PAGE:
Why Can’t We Be Friends?
There’s one thing they never tell you about becoming an adult. Making friends is hard. When you become a parent? Making friends is really hard. Here’s an example.
I work from home, so it falls upon me to handle school pickup for my kid. I’m one of the lone fathers to collect my kid at the end of the day, and probably 85% of our school pickup is handled by mothers. While waiting for the school doors to fling open and unleash a horde of rampaging children, I’ll occasionally make small talk with other parents. In a few instances, these conversations have created a quasi-friendship, in which the families get together regularly. In even fewer instances, we parents will actually hang out without the kids. But most conversational attempts wither and die, the unspoken message being, “Are you kidding me? I’m fully immersed in hating my spouse, or obsessing over my child’s development and/or psychological problems! Friendship is a two-way street, and as a modern American parent, I’m all about one-way streets.”
Alex (Adam Scott) and Emily (Taylor Schilling) are in a similar situation. They’ve recently relocated from Seattle to Los Angeles with their young son, RJ. Emily has taken a promising new job, and we sense resentment from Alex. While at a playground, RJ clicks with another boy, Max. His parents, the hipster Kurt (Jason Schwartzman) and the gorgeous and French Charlotte (Judith Godreche), introduce themselves. They’re very nice-perhaps too nice. The kids have so much fun that Kurt and Charlotte invite Emily and Alex to their home for dinner.
While at Kurt’s house, the two couples begin bonding. Early on in the evening, due to RJ’s exhaustion, they decide to head home. “Only in America do we let children dictate when the night is over,” Charlotte exclaims. Both boys are put to bed. Then, copious amounts of alcohol come out, an impressive bong makes an appearance, and things start to get weird. Thus begins the independent comedy from writer/director Patrick Brice, The Overnight.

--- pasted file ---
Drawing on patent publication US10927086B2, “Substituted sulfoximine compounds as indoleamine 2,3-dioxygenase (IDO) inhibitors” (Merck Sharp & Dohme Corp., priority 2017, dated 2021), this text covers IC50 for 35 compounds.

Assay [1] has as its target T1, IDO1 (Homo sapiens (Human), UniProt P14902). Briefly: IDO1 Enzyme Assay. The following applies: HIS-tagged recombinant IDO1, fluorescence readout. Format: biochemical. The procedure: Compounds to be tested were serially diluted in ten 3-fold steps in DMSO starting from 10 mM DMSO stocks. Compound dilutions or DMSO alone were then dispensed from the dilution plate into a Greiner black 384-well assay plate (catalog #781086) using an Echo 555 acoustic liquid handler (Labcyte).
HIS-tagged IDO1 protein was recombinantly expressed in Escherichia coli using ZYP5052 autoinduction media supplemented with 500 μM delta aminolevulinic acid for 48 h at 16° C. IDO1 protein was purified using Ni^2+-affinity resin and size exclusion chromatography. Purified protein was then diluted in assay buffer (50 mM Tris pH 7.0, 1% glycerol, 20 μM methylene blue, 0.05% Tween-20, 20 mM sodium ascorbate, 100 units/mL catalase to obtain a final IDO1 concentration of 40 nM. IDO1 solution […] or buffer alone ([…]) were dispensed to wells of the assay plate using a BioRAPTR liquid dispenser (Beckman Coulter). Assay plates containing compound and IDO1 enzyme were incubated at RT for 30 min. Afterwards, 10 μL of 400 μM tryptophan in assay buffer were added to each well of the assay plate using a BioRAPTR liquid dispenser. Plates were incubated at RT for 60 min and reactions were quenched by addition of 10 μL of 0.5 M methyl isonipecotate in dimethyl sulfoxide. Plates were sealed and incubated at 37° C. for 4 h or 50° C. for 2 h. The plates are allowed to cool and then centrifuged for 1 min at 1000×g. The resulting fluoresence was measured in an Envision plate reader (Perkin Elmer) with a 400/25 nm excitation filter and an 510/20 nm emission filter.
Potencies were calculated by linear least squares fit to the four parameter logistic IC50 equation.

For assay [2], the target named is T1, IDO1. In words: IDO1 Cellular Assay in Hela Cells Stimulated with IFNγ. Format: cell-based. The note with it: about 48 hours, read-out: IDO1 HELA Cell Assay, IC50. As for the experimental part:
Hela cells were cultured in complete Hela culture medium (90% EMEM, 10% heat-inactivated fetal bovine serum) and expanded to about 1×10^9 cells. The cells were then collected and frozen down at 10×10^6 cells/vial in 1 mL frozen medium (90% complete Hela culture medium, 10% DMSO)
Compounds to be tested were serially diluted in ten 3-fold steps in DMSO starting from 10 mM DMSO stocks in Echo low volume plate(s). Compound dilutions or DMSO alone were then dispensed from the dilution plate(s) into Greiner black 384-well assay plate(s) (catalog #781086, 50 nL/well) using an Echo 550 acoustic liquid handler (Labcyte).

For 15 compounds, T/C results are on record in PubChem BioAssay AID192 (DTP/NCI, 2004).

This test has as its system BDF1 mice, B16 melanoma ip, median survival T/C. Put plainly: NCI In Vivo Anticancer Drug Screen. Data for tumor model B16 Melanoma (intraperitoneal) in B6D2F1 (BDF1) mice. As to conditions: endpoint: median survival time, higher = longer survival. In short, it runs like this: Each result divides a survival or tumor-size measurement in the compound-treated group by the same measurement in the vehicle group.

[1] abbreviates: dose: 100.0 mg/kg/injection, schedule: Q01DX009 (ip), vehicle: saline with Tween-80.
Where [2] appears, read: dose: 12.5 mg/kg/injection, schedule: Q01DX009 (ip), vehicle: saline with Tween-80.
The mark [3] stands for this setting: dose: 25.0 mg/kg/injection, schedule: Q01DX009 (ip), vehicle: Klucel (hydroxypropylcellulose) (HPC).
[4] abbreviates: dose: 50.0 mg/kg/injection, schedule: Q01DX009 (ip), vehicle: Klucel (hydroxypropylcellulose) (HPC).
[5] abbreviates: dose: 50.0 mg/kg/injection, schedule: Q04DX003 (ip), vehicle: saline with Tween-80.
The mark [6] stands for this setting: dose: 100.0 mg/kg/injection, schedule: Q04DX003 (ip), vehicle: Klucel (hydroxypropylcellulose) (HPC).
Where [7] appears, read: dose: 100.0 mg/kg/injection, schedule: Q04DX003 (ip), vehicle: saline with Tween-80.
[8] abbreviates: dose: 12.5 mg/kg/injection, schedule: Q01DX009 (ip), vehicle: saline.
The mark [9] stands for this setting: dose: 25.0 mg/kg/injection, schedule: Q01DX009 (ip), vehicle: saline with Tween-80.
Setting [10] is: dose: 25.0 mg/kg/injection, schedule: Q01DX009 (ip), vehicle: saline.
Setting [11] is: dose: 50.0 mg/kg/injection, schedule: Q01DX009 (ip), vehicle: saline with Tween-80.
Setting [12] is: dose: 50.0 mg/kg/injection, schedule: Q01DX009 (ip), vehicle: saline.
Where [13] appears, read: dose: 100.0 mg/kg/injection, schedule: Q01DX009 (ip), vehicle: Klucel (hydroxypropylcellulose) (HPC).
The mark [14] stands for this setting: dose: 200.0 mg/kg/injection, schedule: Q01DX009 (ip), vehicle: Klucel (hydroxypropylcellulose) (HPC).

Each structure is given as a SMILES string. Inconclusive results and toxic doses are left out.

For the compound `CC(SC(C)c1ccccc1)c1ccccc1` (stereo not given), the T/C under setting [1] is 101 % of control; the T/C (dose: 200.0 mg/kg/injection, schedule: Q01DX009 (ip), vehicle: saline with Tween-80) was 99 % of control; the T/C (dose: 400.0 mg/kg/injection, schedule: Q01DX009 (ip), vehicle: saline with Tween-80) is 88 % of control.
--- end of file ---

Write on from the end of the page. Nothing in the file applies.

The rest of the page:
What becomes clear very quickly is that Kurt and Charlotte enjoy pushing boundaries. We see Charlotte’s “modeling” videos. We see Kurt’s highly suggestive series of paintings. We see Alex and Emily becoming exquisitely uncomfortable. However, we’re not stuck in a “yuppies in peril” thriller. Nor is this a gross-out comedy where the squares are terrorized by the weird couple. Well, not entirely.
The Overnight is really, really funny. But as risque and filthy as it is, it subverts your expectations and goes smarter and deeper than you might expect. We do have a mix of pretty broad caricatures (the insecure dad, the uptight mom), but the film takes those tropes and unwraps them, trying to find the reality beneath. Each of the four main characters has a specific goal, and we can empathize with what their going for to a degree. Plus, the film never forgets that we’re dealing with couples that, in their own ways, love each other. In the midst of the insanity, there’s listening, support and communication.
There’s a couple of factors working in the film’s favor. First, is a cast that’s absolutely fearless. For a while now, Adam Scott has been building a specific comic persona, particularly on Parks And Recreation. Here, he’s able to push that persona into a more raw and real performance. Taylor Schilling has been making a name for herself on Orange Is The New Black, and she’s a fine match with Scott. Her Emily is the reasonable one of the group, the “good girl,” and it’s marvelous seeing the cracks in her facade and curiosity peeking out.
Scott’s also got excellent chemistry with Jason Schwartzman, who’s been creating a niche for himself as a loathsome hipster. As Kurt, he’s a little too touchy-feely, the guy in your circle of friends who seems slightly desperate to make some sort of connection. Judith Godreche’s Charlotte is more than the stereotypical French sexpot, and you can feel her tamped-down loneliness.
Bear in mind that The Overnight isn’t just a swinger comedy. Patrick Brice’s script is witty and perceptive, and not only do you get the sense that he cares about his characters, but he’s willing to follow them to the story’s logical conclusion. This is Brice’s second feature, the first being Creep, costarring the omnipresent indie filmmaker Mark Duplass. He’s one to watch.
Soon, the wretched-looking Pixels will be released. It stars Adam Sandler, a man who specializes in making comedies that aren’t funny. You may have seen the trailer, had brief suicidal feelings, and bemoaned the state of American comedy. Instead of enduring that nightmare, go see The Overnight. It’s funny as hell, smart, and you’ll be amazed at what they can do with prosthetics these days.